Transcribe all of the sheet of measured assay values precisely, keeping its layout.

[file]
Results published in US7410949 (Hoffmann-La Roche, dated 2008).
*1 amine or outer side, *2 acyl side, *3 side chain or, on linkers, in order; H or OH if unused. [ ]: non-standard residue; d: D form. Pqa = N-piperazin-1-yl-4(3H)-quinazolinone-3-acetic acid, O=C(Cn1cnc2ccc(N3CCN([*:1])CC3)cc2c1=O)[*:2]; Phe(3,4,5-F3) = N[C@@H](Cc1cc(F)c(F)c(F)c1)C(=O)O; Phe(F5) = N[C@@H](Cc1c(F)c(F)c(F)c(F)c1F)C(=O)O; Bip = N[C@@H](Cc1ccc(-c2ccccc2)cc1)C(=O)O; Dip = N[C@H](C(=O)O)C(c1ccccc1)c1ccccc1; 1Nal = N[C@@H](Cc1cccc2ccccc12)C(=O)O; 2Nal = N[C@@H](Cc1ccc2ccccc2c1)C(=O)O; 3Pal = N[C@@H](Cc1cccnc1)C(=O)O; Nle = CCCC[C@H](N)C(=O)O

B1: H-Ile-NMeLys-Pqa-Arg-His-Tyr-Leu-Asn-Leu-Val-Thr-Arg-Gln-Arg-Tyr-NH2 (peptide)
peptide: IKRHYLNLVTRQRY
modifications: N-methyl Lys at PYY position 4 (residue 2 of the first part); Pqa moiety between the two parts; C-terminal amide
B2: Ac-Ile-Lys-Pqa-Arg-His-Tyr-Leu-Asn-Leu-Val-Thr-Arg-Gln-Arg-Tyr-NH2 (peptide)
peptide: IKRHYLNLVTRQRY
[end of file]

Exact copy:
Results published in US7410949 (Hoffmann-La Roche, dated 2008).
*1 amine or outer side, *2 acyl side, *3 side chain or, on linkers, in order; H or OH if unused. [ ]: non-standard residue; d: D form. Pqa = N-piperazin-1-yl-4(3H)-quinazolinone-3-acetic acid, O=C(Cn1cnc2ccc(N3CCN([*:1])CC3)cc2c1=O)[*:2]; Phe(3,4,5-F3) = N[C@@H](Cc1cc(F)c(F)c(F)c1)C(=O)O; Phe(F5) = N[C@@H](Cc1c(F)c(F)c(F)c(F)c1F)C(=O)O; Bip = N[C@@H](Cc1ccc(-c2ccccc2)cc1)C(=O)O; Dip = N[C@H](C(=O)O)C(c1ccccc1)c1ccccc1; 1Nal = N[C@@H](Cc1cccc2ccccc12)C(=O)O; 2Nal = N[C@@H](Cc1ccc2ccccc2c1)C(=O)O; 3Pal = N[C@@H](Cc1cccnc1)C(=O)O; Nle = CCCC[C@H](N)C(=O)O

B1: H-Ile-NMeLys-Pqa-Arg-His-Tyr-Leu-Asn-Leu-Val-Thr-Arg-Gln-Arg-Tyr-NH2 (peptide)
peptide: IKRHYLNLVTRQRY
modifications: N-methyl Lys at PYY position 4 (residue 2 of the first part); Pqa moiety between the two parts; C-terminal amide
B2: Ac-Ile-Lys-Pqa-Arg-His-Tyr-Leu-Asn-Leu-Val-Thr-Arg-Gln-Arg-Tyr-NH2 (peptide)
peptide: IKRHYLNLVTRQRY